JUAN MANUEL GONZÁLEZ DE LINARES PALOU (Spain) said 2016 was critical for shoring up stability and peace in Somalia.  Welcoming the agreement between Puntland and Somalia, he called on Parliament to ratify it promptly.  He also welcomed the decision to earmark 30 per cent of parliamentary seats for women.  He urged Somali leaders to stick to dialogue and avoid relapsing into divisions that side-tracked the political process because a crisis would roll back gains that had taken years to achieve.  It was important to continue with the constitutional review process and federal nation-building.  In Hiraan and Middle Shabelle, interim authorities must be set up to promote reconciliation among clans in those regions.  Condemning terrorist attacks by Al-Shabaab on civilians and attacks on AMISOM, he said the terrorist group could be destroyed.  To accomplish that, AMISOM must establish the control and command structure, including central intelligence.  Both institutions needed larger mandates to respond to Al-Shabaab’s asymmetric war tactics.  Meanwhile, other pressing issues needed to be addressed, he said, including that some 4.9 million Somalis needed humanitarian aid and the El Niño phenomenon had left many malnourished.

MOTOHIDE YOSHIKAWA (Japan) said it was very encouraging to hear that an agreement had been reached on details of the electoral model.  Calling on all parties to engage in the process towards the August election, he stressed the urgent need to make progress on a political road map leading to one-person-one-vote elections in 2020.  Al-Shabaab remained a major threat, he said, paying tribute to members of ANISOM and the Somali National Army for their efforts.  In order to stop Al-Shabaab from making further gains, offensive action needed to be carried out in a more coordinated manner.  Security sector reform was also important, he said, citing capacity-building needs for the maritime police force.  State-building efforts had to be Somali-led and supported by the international community.  Through United Nations agencies, Japan had provided $38.5 million in additional assistance for State-building, strengthening the capacity of the security sector and revitalizing the economy, he said, emphasizing Japan’s strong commitment to help Somalia at the current critical juncture.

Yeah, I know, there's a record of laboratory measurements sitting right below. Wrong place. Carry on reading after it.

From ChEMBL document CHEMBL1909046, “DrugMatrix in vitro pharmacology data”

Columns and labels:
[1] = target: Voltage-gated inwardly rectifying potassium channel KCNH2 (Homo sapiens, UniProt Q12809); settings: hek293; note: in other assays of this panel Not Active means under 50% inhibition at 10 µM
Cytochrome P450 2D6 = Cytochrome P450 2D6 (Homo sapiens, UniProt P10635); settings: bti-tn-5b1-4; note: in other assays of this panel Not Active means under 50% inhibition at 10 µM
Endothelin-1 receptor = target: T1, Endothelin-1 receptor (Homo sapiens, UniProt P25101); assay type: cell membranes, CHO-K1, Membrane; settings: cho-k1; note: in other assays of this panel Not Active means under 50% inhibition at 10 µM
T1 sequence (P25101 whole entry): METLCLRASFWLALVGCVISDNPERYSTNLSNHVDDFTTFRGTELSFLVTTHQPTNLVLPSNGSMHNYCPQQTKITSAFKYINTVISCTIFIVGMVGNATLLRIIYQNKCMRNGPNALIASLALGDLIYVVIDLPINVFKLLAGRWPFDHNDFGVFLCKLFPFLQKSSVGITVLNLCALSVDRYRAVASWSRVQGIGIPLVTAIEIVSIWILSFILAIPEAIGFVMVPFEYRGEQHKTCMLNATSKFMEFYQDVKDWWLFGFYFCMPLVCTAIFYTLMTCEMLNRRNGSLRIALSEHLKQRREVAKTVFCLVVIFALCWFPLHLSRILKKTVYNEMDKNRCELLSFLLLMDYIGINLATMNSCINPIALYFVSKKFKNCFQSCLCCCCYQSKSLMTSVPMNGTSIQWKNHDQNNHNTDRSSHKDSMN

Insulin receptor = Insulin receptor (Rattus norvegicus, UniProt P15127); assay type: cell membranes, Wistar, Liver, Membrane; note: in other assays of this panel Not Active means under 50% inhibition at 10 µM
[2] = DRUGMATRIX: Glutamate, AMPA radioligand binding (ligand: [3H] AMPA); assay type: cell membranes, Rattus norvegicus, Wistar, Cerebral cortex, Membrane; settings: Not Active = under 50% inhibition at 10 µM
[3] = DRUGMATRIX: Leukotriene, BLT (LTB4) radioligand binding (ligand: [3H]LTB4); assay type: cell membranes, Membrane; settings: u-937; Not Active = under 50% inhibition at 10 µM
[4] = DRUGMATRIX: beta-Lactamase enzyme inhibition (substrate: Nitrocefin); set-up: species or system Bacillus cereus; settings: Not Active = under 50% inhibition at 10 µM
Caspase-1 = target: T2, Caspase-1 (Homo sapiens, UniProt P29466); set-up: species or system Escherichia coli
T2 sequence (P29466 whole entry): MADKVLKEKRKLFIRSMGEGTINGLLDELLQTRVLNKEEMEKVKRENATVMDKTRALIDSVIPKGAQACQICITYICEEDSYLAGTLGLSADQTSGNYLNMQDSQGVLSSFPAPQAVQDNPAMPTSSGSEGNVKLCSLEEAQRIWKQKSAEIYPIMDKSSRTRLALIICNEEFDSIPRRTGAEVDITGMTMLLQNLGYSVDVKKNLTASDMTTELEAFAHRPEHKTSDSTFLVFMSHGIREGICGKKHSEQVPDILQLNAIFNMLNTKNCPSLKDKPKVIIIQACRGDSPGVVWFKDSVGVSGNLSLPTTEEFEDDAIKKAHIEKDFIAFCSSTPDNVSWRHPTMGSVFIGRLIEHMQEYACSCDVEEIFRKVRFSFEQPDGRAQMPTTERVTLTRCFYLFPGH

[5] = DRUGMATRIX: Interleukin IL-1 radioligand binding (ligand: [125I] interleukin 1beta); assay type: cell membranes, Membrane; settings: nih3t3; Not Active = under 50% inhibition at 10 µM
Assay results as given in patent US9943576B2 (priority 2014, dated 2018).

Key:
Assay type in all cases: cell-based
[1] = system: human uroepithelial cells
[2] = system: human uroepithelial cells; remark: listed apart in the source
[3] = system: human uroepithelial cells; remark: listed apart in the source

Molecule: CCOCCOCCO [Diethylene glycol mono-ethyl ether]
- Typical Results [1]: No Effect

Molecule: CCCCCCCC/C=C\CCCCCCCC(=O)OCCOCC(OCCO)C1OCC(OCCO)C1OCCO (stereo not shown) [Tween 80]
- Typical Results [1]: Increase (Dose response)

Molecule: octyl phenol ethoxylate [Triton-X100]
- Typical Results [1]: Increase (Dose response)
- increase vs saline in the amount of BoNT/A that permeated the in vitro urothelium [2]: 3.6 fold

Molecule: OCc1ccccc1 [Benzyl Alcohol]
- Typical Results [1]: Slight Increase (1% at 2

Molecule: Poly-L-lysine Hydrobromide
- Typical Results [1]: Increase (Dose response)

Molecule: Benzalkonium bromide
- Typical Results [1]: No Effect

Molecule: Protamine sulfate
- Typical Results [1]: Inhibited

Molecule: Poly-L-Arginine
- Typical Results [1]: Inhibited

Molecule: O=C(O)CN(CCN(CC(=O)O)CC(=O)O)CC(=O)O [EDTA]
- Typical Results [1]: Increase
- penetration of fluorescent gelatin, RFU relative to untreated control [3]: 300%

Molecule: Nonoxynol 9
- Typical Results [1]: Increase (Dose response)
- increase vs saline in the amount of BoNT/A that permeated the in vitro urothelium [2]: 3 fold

RAFAEL DARIO RAMIREZ CARREÑO (Venezuela) noted with concern the re-emergence of Al-Shabaab, which had become more assertive, sending hundreds of combatants to attack military targets.  The process of setting up Somali institutions had been painstakingly long and challenging, with international support needed now more than ever before.  The Security Council had to heed the appeal for lifting sanctions, including the arms embargo, he said, and the United Nations had to be more effective in cutting off sources of financing for Al-Shabaab.  Despite a tighter embargo on charcoal, Al-Shabaab had found new sources of financing, including blackmail, exploitation of transport routes, illicit trade in natural resources and donations from the Somali diaspora.  Tax evasion was rife and the oil industry was exploiting Somalia’s federal characteristics to reap benefits.  The lives of tens of thousands of people were being put at risk by the seizure of fish stocks and rampant fishing in Somali waters.  He appealed to the international community to provide humanitarian assistance and regretted to say how aid was not getting to places with the most needs.  Every sector of Somali society needed to understand that only through political unity could terrorism be stamped out and major challenges confronted, he concluded.